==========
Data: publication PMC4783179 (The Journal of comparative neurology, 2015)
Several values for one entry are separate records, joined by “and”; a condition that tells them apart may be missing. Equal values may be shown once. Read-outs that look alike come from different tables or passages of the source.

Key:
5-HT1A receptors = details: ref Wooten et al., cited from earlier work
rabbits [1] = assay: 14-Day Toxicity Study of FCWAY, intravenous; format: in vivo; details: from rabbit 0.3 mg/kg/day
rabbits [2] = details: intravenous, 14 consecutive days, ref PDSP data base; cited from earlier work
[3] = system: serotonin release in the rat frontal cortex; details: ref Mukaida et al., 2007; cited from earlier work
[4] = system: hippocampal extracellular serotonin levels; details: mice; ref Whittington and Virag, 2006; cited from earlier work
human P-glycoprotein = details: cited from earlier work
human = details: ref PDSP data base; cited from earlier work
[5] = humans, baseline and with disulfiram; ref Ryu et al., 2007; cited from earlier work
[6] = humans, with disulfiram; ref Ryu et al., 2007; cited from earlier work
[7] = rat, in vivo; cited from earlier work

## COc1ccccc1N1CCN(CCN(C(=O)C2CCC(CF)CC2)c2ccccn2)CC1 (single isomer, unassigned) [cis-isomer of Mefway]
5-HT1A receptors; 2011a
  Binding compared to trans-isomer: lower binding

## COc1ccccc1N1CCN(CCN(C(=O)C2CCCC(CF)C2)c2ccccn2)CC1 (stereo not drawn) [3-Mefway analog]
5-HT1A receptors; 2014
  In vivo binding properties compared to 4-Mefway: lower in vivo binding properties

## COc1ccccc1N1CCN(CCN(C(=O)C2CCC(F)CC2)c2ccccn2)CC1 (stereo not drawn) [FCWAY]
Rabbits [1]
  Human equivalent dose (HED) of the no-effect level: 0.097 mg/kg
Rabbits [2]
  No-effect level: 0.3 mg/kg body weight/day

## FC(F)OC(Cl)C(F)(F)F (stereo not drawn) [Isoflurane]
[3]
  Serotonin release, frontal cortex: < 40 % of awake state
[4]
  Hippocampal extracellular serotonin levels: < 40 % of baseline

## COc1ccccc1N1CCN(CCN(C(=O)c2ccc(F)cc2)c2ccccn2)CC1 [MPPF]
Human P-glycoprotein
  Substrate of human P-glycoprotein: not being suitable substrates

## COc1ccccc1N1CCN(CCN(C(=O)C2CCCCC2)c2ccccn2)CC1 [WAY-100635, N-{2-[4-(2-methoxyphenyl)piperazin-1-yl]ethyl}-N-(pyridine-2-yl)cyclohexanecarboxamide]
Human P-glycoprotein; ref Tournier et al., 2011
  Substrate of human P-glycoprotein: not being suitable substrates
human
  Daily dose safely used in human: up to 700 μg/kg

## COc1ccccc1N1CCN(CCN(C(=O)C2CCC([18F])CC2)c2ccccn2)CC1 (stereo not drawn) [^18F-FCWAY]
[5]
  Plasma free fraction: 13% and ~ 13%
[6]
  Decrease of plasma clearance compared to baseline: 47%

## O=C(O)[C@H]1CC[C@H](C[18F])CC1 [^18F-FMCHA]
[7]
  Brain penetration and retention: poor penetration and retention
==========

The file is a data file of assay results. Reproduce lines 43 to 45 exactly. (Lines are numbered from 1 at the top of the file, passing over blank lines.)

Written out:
## O=C(O)[C@H]1CC[C@H](C[18F])CC1 [^18F-FMCHA]
[7]
  Brain penetration and retention: poor penetration and retention